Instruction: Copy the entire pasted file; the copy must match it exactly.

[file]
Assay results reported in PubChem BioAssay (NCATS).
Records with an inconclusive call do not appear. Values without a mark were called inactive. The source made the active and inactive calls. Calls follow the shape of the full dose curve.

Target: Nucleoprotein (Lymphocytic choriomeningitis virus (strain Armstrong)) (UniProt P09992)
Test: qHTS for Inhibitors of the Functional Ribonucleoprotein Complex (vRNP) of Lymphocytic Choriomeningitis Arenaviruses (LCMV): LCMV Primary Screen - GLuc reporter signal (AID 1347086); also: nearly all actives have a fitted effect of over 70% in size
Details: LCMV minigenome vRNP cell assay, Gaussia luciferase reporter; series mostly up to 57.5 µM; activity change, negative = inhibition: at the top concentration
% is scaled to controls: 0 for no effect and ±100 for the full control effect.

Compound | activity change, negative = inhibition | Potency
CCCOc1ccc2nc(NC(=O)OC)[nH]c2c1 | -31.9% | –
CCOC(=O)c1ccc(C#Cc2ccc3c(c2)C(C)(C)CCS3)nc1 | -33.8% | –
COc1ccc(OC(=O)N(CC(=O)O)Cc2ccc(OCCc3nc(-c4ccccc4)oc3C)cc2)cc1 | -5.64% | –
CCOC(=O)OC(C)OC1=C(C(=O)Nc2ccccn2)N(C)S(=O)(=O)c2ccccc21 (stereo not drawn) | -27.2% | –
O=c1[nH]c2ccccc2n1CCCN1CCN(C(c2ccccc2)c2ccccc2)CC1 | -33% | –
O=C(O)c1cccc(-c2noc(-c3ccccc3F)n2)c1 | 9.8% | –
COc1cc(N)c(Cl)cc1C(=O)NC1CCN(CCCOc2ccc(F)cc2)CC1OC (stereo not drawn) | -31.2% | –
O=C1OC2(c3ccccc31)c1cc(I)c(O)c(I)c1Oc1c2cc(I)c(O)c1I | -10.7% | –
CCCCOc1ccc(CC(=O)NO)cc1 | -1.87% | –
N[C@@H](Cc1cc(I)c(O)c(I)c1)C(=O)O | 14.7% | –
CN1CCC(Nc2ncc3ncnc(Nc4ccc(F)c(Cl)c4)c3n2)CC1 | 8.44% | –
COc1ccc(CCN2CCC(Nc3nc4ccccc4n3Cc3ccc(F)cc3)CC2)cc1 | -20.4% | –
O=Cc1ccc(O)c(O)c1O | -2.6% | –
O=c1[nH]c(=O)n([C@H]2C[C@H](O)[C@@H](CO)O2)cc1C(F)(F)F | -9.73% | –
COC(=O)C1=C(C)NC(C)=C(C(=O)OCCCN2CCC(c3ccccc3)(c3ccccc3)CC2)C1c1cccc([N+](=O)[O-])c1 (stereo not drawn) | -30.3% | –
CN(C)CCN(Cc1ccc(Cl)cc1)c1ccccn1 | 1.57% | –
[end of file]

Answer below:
Assay results reported in PubChem BioAssay (NCATS).
Records with an inconclusive call do not appear. Values without a mark were called inactive. The source made the active and inactive calls. Calls follow the shape of the full dose curve.

Target: Nucleoprotein (Lymphocytic choriomeningitis virus (strain Armstrong)) (UniProt P09992)
Test: qHTS for Inhibitors of the Functional Ribonucleoprotein Complex (vRNP) of Lymphocytic Choriomeningitis Arenaviruses (LCMV): LCMV Primary Screen - GLuc reporter signal (AID 1347086); also: nearly all actives have a fitted effect of over 70% in size
Details: LCMV minigenome vRNP cell assay, Gaussia luciferase reporter; series mostly up to 57.5 µM; activity change, negative = inhibition: at the top concentration
% is scaled to controls: 0 for no effect and ±100 for the full control effect.

Compound | activity change, negative = inhibition | Potency
CCCOc1ccc2nc(NC(=O)OC)[nH]c2c1 | -31.9% | –
CCOC(=O)c1ccc(C#Cc2ccc3c(c2)C(C)(C)CCS3)nc1 | -33.8% | –
COc1ccc(OC(=O)N(CC(=O)O)Cc2ccc(OCCc3nc(-c4ccccc4)oc3C)cc2)cc1 | -5.64% | –
CCOC(=O)OC(C)OC1=C(C(=O)Nc2ccccn2)N(C)S(=O)(=O)c2ccccc21 (stereo not drawn) | -27.2% | –
O=c1[nH]c2ccccc2n1CCCN1CCN(C(c2ccccc2)c2ccccc2)CC1 | -33% | –
O=C(O)c1cccc(-c2noc(-c3ccccc3F)n2)c1 | 9.8% | –
COc1cc(N)c(Cl)cc1C(=O)NC1CCN(CCCOc2ccc(F)cc2)CC1OC (stereo not drawn) | -31.2% | –
O=C1OC2(c3ccccc31)c1cc(I)c(O)c(I)c1Oc1c2cc(I)c(O)c1I | -10.7% | –
CCCCOc1ccc(CC(=O)NO)cc1 | -1.87% | –
N[C@@H](Cc1cc(I)c(O)c(I)c1)C(=O)O | 14.7% | –
CN1CCC(Nc2ncc3ncnc(Nc4ccc(F)c(Cl)c4)c3n2)CC1 | 8.44% | –
COc1ccc(CCN2CCC(Nc3nc4ccccc4n3Cc3ccc(F)cc3)CC2)cc1 | -20.4% | –
O=Cc1ccc(O)c(O)c1O | -2.6% | –
O=c1[nH]c(=O)n([C@H]2C[C@H](O)[C@@H](CO)O2)cc1C(F)(F)F | -9.73% | –
COC(=O)C1=C(C)NC(C)=C(C(=O)OCCCN2CCC(c3ccccc3)(c3ccccc3)CC2)C1c1cccc([N+](=O)[O-])c1 (stereo not drawn) | -30.3% | –
CN(C)CCN(Cc1ccc(Cl)cc1)c1ccccn1 | 1.57% | –